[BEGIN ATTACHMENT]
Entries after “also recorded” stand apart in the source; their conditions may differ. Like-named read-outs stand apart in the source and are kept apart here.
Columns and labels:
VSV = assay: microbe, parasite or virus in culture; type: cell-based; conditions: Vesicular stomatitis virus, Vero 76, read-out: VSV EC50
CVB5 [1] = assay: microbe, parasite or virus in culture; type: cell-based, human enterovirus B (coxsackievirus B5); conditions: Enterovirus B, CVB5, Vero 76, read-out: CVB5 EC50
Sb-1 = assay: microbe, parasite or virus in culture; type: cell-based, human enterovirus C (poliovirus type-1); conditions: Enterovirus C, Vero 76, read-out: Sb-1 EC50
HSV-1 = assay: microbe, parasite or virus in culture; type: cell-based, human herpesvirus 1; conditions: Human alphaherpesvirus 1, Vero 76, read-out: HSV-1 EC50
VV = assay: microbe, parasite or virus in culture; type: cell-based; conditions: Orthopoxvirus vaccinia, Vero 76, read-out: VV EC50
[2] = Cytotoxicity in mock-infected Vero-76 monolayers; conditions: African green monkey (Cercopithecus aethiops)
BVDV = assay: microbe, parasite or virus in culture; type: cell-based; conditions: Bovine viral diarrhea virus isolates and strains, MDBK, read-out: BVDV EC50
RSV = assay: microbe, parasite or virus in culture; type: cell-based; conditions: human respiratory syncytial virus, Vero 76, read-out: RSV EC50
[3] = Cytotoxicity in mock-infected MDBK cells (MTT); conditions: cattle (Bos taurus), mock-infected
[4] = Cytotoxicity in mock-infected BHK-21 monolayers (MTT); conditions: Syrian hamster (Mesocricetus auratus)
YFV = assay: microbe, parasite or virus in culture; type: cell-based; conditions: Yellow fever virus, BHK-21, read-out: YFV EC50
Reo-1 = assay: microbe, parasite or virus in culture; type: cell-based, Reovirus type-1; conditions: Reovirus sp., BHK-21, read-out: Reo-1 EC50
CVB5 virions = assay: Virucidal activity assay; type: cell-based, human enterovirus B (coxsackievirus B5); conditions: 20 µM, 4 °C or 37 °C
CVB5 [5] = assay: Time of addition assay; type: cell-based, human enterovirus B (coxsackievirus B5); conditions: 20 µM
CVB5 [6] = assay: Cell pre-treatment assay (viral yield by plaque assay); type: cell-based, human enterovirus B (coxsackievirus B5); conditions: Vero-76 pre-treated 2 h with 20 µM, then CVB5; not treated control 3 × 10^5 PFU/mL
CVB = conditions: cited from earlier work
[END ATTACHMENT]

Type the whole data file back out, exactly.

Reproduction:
Entries after “also recorded” stand apart in the source; their conditions may differ. Like-named read-outs stand apart in the source and are kept apart here.
Columns and labels:
VSV = assay: microbe, parasite or virus in culture; type: cell-based; conditions: Vesicular stomatitis virus, Vero 76, read-out: VSV EC50
CVB5 [1] = assay: microbe, parasite or virus in culture; type: cell-based, human enterovirus B (coxsackievirus B5); conditions: Enterovirus B, CVB5, Vero 76, read-out: CVB5 EC50
Sb-1 = assay: microbe, parasite or virus in culture; type: cell-based, human enterovirus C (poliovirus type-1); conditions: Enterovirus C, Vero 76, read-out: Sb-1 EC50
HSV-1 = assay: microbe, parasite or virus in culture; type: cell-based, human herpesvirus 1; conditions: Human alphaherpesvirus 1, Vero 76, read-out: HSV-1 EC50
VV = assay: microbe, parasite or virus in culture; type: cell-based; conditions: Orthopoxvirus vaccinia, Vero 76, read-out: VV EC50
[2] = Cytotoxicity in mock-infected Vero-76 monolayers; conditions: African green monkey (Cercopithecus aethiops)
BVDV = assay: microbe, parasite or virus in culture; type: cell-based; conditions: Bovine viral diarrhea virus isolates and strains, MDBK, read-out: BVDV EC50
RSV = assay: microbe, parasite or virus in culture; type: cell-based; conditions: human respiratory syncytial virus, Vero 76, read-out: RSV EC50
[3] = Cytotoxicity in mock-infected MDBK cells (MTT); conditions: cattle (Bos taurus), mock-infected
[4] = Cytotoxicity in mock-infected BHK-21 monolayers (MTT); conditions: Syrian hamster (Mesocricetus auratus)
YFV = assay: microbe, parasite or virus in culture; type: cell-based; conditions: Yellow fever virus, BHK-21, read-out: YFV EC50
Reo-1 = assay: microbe, parasite or virus in culture; type: cell-based, Reovirus type-1; conditions: Reovirus sp., BHK-21, read-out: Reo-1 EC50
CVB5 virions = assay: Virucidal activity assay; type: cell-based, human enterovirus B (coxsackievirus B5); conditions: 20 µM, 4 °C or 37 °C
CVB5 [5] = assay: Time of addition assay; type: cell-based, human enterovirus B (coxsackievirus B5); conditions: 20 µM
CVB5 [6] = assay: Cell pre-treatment assay (viral yield by plaque assay); type: cell-based, human enterovirus B (coxsackievirus B5); conditions: Vero-76 pre-treated 2 h with 20 µM, then CVB5; not treated control 3 × 10^5 PFU/mL
CVB = conditions: cited from earlier work